Thursday, October 6, 2016

Boragó | Santiago, Chile

As I mentioned in Part 1 of my Chile travelogue, before we'd decided to visit Chile, I knew very little about the country's food. In fact, there was only one restaurant I could name: Boragó. Boragó's chef, Rodolfo Guzman, opened the restaurant in 2007 after taking an interesting path into the kitchen: he studied chemical engineering, went to culinary school when a broken ankle ended a career as a professional water-skier, then spent time working at Andoni Luis Aduriz's restaurant Mugaritz in Spain's Basque Country before returning home to open his own place.

It took several years, but eventually, Boragó drew the attention of the International Dining Mafia: it now ranks No. 37 on the "World's 50 Best Restaurants" list, and No. 4 among "Latin America's 50 Best Restaurants" – whatever the heck those rankings mean. I think the whole concept of these numerical rankings is goofy, before even addressing the many other valid criticisms lodged against the "50 Best" list. But it can still be a useful tool for finding restaurants, particularly in regions that don't get as much critical attention otherwise.

One of those criticisms is that the restaurants on the list tend to have a certain sameness to them: high-end, expensive tasting menus, chasing the same fashionable ingredient trends, plated according to the same aesthetic. On the surface, Boragó might seem to fall into that camp: another pricey, tasting-menu place. But from its inception, Boragó set out to explore the largely unheralded ingredients and cooking methods of Chile's native peoples, and it dives deep. When you order the "Endemíca" tasting menu at Boragó, you are given not a menu, but a map: literally, a map of Chile, stretching along the Pacific coast of South America from the northern desert of Atacama to the Tierra del Fuego in the south, the last stop before Antarctica.

My recap here reconstructs what I have gathered about our meal from the contemporaneous descriptions as they were presented (which came at us in a mix of English and sometimes rapid-fire Spanish, depending on who brought the dish to the table), Instagram posts from Chef Guzman, and some independent research after the fact.

(You can see all my pictures in this Boragó - Santiago, Chile flickr set).

A "chilenito" is usually a sweet layered cookie like an alfajor filled with manjar (milk caramel, a/k/a dulce de leche); but here, as the first bite of the meal, it took the form of a thin, crisp cracker layered with creme fraiche, tart sea strawberry, and as the top layer, a preserved edible leaf. Sea strawberry would be the first of many ingredients I'd never encountered before. Called "frutilla de mar" in Chile, it's a coastal succulent with a tangy-sweet flavor that is indeed similar to strawberry, with a hint of salt.[1]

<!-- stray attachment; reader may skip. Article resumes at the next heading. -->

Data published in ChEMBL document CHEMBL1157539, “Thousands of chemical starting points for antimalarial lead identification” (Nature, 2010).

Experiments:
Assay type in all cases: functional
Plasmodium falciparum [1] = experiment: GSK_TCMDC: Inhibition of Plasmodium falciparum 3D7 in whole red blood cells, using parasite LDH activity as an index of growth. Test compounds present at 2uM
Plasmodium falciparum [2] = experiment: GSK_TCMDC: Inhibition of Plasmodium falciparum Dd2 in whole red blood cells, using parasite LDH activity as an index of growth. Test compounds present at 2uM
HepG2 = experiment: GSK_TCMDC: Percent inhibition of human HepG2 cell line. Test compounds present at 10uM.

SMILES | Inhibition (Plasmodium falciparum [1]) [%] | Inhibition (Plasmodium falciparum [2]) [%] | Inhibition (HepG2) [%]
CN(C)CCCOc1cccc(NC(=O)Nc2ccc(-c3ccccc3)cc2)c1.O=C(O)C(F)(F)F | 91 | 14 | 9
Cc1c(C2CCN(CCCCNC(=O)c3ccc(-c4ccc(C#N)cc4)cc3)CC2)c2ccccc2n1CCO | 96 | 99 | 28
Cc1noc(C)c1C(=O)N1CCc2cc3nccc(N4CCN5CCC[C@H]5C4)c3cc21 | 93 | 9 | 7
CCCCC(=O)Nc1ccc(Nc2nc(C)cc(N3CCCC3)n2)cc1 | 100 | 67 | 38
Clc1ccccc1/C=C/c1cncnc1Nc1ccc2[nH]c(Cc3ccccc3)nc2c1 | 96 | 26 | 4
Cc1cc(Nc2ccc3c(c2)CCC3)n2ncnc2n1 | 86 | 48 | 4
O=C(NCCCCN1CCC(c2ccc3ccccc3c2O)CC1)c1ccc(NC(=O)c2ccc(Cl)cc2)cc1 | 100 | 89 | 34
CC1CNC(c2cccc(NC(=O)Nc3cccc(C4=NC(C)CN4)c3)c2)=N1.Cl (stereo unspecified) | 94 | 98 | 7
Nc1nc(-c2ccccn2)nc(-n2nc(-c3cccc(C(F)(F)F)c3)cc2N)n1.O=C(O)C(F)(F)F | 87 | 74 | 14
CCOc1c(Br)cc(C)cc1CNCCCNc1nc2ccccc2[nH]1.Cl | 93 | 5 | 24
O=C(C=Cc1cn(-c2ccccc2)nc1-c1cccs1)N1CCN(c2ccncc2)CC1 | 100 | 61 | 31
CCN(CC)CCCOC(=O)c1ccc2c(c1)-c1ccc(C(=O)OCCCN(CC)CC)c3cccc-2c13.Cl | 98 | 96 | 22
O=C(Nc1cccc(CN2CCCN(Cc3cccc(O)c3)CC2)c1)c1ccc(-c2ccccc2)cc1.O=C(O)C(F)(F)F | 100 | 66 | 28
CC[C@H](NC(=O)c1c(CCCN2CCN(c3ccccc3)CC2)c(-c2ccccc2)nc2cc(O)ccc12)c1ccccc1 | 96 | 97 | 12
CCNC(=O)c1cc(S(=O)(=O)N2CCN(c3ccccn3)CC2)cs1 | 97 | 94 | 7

Even with after-the-fact googling, I couldn't figure out why this dish was called "chuchum" on the menu we received after the dinner. Served balanced on some branches, it was like a miniature tart in a potato shell with layers of locos (Chilean abalone), creme fraiche and membrillo.

chupe de hongos de Quintay
The next course was served in a wide ceramic bowl, which was brought to the table wrapped in cloth. Inside the bowl was a "chupe" – a stew – of wild mushrooms from Quintay, a town on the Pacific coast due west from Santiago. At the base of the bowl was a thick purée of the richly flavored mushrooms, which had been hung over embers for five hours. Arranged above the purée were several pickled and dehydrated leaves. The server finished the dish by pouring into the bowl whey from pajarito (kefir?) yogurt which had been infused with eucalyptus. This was like the flavors of a forest, concentrated in one bowl: the earthy, meaty mushrooms, their flavors deepened over the smoke; the pickled leaves; the woodsy scent of eucalyptus, all of it pulled together in the lactic tang of the whey. It was a unique and memorable dish.

(continued ...)

jibia, pebre de erizos y marraqueta
Jibia is a giant squid (a/k/a Humboldt squid) which is found in the eastern Pacific ocean. A blocky cut, about an inch thick, was served in a creamy pajarito yogurt sauce, garnished with orange zest and herbs, topped with a "cuchufli" (traditionally, a crisp tube-shaped cookie) of dehydrated cochayuyo seaweed, and served with a marraqueta (a traditional crusty bread roll), brought to the table inside a brown paper bag.

pebre de erizos